Volunteer Jim O’Brien, of Cheshire, wants older voters to get involved and ask questions of candidates. Photo by Emily Schiffer

By Natalie Missakian

Jim O’Brien recalls missing only one election in almost 50 years of voting, and the 69-year-old Cheshire resident knows he’s not alone among people his age in Connecticut.

“I’ve frequently talked to other AARP members whose voting records are as good as or better than mine,” said the AARP volunteer. Politicians know that “as a group, we go to the polls.”

AARP members could play a key role in the 2018 state elections. With Democratic Gov. Dannel Malloy deciding not to run again, his seat is up for grabs in what is expected to be one of the country’s most-watched gubernatorial races, and several  contests are likely to decide who controls the state legislature.

Voters will also elect five U.S. House members and a senator.

With so much at stake, AARP Connecticut is emphasizing efforts to get out the vote, educate the public and engage candidates in state and federal races on issues crucial to people 50 and over, said John Erlingheuser, state advocacy director.

“This year we’re really going to put a lot of emphasis on not only our issues but on ensuring our members will turn out in a big way,” Erlingheuser said. “We want the candidates to know that our members and older voters matter and can make the difference in these elections.”

AARP does not endorse candidates, contribute to campaigns or favor parties. It wants whoever is elected to back issues its 600,000 state members care about, Erlingheuser said. “It’s the only way we can get done what we need to get done.”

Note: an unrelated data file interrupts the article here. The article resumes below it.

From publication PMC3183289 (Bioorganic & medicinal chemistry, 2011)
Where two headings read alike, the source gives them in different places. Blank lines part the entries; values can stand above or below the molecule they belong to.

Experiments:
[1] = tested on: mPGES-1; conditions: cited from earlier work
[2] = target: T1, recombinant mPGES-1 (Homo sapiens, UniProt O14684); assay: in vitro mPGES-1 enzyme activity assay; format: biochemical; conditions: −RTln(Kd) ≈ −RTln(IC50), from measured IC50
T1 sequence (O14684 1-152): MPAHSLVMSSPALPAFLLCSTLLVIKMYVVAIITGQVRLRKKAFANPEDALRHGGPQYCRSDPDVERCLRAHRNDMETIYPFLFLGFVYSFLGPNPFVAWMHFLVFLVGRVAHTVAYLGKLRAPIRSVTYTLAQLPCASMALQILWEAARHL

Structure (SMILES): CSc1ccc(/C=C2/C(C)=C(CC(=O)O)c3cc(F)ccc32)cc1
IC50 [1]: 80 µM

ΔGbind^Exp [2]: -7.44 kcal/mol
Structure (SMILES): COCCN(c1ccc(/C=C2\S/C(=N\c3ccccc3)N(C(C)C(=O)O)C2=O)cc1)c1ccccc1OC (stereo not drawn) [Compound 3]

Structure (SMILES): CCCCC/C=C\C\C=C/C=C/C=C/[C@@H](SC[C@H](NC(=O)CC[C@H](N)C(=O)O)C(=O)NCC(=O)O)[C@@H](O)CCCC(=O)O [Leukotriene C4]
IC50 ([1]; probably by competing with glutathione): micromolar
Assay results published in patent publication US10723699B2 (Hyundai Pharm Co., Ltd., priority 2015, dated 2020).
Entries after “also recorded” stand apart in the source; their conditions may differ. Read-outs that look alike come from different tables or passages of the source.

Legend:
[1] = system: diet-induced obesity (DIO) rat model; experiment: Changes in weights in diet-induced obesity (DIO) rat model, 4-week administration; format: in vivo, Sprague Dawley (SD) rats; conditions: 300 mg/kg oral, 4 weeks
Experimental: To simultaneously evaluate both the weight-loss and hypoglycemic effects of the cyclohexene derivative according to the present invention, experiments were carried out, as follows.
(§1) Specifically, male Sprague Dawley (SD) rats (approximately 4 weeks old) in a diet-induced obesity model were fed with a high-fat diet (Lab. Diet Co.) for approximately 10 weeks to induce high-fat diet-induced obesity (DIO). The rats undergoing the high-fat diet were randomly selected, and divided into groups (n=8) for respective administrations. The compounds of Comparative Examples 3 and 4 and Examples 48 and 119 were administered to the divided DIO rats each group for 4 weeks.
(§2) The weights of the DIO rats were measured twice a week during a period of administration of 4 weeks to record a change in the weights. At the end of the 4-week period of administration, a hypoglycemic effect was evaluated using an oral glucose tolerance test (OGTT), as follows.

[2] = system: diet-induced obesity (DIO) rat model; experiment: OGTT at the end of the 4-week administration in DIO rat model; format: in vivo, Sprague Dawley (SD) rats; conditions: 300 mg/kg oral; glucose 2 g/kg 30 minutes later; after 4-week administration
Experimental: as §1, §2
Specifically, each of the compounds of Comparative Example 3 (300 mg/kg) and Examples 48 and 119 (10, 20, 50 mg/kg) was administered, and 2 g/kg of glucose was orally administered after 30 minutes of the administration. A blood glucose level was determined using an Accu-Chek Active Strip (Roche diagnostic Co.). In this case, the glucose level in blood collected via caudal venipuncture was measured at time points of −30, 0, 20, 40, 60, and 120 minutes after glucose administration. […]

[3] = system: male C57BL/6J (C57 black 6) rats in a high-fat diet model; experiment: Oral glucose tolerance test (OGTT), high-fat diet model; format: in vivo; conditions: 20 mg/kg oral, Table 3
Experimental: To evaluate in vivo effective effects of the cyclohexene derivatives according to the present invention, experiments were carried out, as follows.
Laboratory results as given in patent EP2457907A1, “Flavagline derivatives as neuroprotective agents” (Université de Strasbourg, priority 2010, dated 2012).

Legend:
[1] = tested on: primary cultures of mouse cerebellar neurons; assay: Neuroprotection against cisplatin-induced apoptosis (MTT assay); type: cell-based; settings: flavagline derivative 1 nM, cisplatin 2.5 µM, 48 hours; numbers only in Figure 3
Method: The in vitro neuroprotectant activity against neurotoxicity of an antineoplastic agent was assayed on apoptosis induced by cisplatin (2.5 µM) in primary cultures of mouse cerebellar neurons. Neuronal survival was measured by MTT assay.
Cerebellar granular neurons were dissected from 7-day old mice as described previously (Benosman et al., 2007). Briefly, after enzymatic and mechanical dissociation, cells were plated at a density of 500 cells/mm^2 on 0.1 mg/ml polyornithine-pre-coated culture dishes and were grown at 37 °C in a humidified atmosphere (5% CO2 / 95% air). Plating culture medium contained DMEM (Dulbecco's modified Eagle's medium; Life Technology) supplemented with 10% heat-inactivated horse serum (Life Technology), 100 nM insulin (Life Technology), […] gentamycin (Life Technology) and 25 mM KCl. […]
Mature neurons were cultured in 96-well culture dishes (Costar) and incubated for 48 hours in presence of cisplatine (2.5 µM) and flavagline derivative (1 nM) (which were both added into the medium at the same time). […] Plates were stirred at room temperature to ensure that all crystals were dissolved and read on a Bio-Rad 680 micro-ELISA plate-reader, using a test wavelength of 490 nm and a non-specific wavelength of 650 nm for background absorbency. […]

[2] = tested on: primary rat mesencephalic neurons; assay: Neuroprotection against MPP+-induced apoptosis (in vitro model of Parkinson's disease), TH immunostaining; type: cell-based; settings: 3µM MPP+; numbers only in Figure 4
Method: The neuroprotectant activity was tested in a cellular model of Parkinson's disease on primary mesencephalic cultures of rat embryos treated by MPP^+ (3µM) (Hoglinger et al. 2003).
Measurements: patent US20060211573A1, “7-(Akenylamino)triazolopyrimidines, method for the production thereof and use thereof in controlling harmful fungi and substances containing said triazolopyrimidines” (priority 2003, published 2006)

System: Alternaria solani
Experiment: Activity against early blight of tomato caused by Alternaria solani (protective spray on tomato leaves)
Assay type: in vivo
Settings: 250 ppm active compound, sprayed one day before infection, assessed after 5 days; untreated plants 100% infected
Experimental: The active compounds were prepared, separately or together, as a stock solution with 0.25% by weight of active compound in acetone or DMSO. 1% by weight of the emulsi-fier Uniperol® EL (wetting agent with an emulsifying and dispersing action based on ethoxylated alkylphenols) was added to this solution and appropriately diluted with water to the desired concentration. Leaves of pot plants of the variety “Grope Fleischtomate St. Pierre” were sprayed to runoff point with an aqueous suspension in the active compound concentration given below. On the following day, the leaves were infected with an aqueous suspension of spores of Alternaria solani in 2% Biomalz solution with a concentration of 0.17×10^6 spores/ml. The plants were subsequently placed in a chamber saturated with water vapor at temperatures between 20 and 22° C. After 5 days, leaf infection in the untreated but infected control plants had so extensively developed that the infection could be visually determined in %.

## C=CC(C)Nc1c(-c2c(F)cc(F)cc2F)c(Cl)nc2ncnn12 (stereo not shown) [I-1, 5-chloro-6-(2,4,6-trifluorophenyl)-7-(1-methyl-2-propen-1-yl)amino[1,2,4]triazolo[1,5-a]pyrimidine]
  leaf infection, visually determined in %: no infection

The organization is mobilizing volunteers before the Aug. 14 primary and Nov. 6 general election to help host tele-town halls and ask questions of candidates at public events, according to Erlingheuser and O’Brien, who leads AARP’s election volunteers.

Look for Video Voter Guides

AARP will use social media and produce video voter guides featuring candidates’ answers to questions on issues such as financial security, caregiving and affordable utilities. Congressional candidates will be pressed on Social Security, Medicare and prescription drugs.

One of AARP’s top priorities is making sure the next governor continues the Connecticut Retirement Security Program, a state-assisted savings plan for private-sector employees.

Approved by state lawmakers in 2016, the program will allow roughly 600,000 workers without an employer-sponsored plan to save voluntarily in private investment funds through automatic payroll deductions. The program is currently being designed, and the rollout of savings accounts is expected to begin Jan. 1, 2019.

AARP will also be closely watching races for state comptroller and treasurer, since both sit on the board created to implement the program.

Another key election issue is support for unpaid family caregivers, who help loved ones remain in their homes. AARP will continue to push for paid family medical leave in Connecticut.

An AARP-backed bill that would have allowed eight weeks of leave for employees, funded through their own contributions, died in the legislature last year.

Christy Kovel, public policy director for the Alzheimer’s Association Connecticut Chapter, said candidates need to talk about aging issues such as caregiving if they are serious about serving their constituencies.

“We are the seventh-oldest state,” Kovel said. She noted the number of state residents over 65 with Alzheimer’s is predicted to rise by 18 percent by 2025, and so will the need for caregivers.

“I think this election is a good opportunity to have a dialogue about the changing face of Connecticut,” she said.

Interested in volunteering? Contact Elaine Werner at 860-548-3165 or ewerner@aarp.org.

Natalie Missakian is a writer living in Cheshire, CT.